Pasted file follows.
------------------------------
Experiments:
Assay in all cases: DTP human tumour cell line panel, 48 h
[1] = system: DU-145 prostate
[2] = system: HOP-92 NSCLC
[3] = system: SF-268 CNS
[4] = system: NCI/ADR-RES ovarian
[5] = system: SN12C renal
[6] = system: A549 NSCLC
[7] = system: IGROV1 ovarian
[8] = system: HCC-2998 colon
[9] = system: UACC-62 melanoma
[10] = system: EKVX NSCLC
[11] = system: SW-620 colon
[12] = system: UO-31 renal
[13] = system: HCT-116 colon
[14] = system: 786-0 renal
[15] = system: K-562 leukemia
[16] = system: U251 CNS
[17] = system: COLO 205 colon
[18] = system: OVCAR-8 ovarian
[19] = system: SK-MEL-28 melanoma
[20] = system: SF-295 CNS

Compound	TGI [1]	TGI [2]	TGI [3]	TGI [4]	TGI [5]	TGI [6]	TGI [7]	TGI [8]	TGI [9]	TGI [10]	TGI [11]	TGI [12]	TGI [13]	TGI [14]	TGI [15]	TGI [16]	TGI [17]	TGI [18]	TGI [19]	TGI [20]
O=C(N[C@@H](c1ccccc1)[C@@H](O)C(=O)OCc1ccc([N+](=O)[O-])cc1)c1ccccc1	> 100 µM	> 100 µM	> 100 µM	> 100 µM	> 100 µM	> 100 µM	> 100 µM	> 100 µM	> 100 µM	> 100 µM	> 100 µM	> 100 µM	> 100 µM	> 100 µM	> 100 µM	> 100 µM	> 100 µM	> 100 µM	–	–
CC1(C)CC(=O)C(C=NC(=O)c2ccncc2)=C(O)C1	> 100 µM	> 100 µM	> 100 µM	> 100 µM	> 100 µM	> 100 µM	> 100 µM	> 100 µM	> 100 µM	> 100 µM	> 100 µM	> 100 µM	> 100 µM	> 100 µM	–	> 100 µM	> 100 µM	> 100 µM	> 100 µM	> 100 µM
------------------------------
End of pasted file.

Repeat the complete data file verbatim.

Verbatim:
Experiments:
Assay in all cases: DTP human tumour cell line panel, 48 h
[1] = system: DU-145 prostate
[2] = system: HOP-92 NSCLC
[3] = system: SF-268 CNS
[4] = system: NCI/ADR-RES ovarian
[5] = system: SN12C renal
[6] = system: A549 NSCLC
[7] = system: IGROV1 ovarian
[8] = system: HCC-2998 colon
[9] = system: UACC-62 melanoma
[10] = system: EKVX NSCLC
[11] = system: SW-620 colon
[12] = system: UO-31 renal
[13] = system: HCT-116 colon
[14] = system: 786-0 renal
[15] = system: K-562 leukemia
[16] = system: U251 CNS
[17] = system: COLO 205 colon
[18] = system: OVCAR-8 ovarian
[19] = system: SK-MEL-28 melanoma
[20] = system: SF-295 CNS

Compound	TGI [1]	TGI [2]	TGI [3]	TGI [4]	TGI [5]	TGI [6]	TGI [7]	TGI [8]	TGI [9]	TGI [10]	TGI [11]	TGI [12]	TGI [13]	TGI [14]	TGI [15]	TGI [16]	TGI [17]	TGI [18]	TGI [19]	TGI [20]
O=C(N[C@@H](c1ccccc1)[C@@H](O)C(=O)OCc1ccc([N+](=O)[O-])cc1)c1ccccc1	> 100 µM	> 100 µM	> 100 µM	> 100 µM	> 100 µM	> 100 µM	> 100 µM	> 100 µM	> 100 µM	> 100 µM	> 100 µM	> 100 µM	> 100 µM	> 100 µM	> 100 µM	> 100 µM	> 100 µM	> 100 µM	–	–
CC1(C)CC(=O)C(C=NC(=O)c2ccncc2)=C(O)C1	> 100 µM	> 100 µM	> 100 µM	> 100 µM	> 100 µM	> 100 µM	> 100 µM	> 100 µM	> 100 µM	> 100 µM	> 100 µM	> 100 µM	> 100 µM	> 100 µM	–	> 100 µM	> 100 µM	> 100 µM	> 100 µM	> 100 µM